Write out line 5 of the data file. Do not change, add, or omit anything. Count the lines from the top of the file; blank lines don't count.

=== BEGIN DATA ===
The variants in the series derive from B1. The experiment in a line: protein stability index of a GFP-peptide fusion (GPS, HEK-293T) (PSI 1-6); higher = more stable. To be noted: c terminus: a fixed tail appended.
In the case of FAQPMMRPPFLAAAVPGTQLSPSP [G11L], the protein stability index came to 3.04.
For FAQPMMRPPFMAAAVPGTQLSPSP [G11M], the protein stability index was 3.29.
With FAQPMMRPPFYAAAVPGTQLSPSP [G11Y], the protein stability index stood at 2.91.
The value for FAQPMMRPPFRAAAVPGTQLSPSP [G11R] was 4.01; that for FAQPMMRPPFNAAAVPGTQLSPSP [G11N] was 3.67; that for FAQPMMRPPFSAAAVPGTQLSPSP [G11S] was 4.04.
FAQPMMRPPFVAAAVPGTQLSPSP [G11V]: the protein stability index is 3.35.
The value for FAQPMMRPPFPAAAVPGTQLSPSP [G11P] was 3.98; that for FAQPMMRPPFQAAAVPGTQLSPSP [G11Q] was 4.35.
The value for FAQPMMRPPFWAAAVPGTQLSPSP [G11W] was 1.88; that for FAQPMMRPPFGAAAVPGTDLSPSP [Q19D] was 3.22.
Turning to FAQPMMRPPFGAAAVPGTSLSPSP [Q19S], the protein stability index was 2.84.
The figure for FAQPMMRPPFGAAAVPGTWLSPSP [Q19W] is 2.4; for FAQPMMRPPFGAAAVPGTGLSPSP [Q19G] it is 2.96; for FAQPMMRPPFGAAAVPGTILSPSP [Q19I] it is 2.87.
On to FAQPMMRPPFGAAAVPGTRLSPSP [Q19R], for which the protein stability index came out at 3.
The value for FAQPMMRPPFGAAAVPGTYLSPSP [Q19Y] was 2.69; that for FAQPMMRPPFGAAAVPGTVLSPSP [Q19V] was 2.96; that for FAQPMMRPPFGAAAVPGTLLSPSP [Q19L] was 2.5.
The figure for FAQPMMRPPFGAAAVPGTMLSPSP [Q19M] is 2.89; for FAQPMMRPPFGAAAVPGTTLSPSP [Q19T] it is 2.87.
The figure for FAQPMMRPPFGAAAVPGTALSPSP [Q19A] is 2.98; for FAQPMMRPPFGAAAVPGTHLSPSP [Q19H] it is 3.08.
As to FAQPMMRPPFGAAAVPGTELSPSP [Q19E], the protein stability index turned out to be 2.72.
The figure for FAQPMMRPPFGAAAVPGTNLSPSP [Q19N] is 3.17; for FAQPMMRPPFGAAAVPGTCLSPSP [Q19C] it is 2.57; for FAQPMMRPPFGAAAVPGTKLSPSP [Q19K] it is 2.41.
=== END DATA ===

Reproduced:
The value for FAQPMMRPPFRAAAVPGTQLSPSP [G11R] was 4.01; that for FAQPMMRPPFNAAAVPGTQLSPSP [G11N] was 3.67; that for FAQPMMRPPFSAAAVPGTQLSPSP [G11S] was 4.04.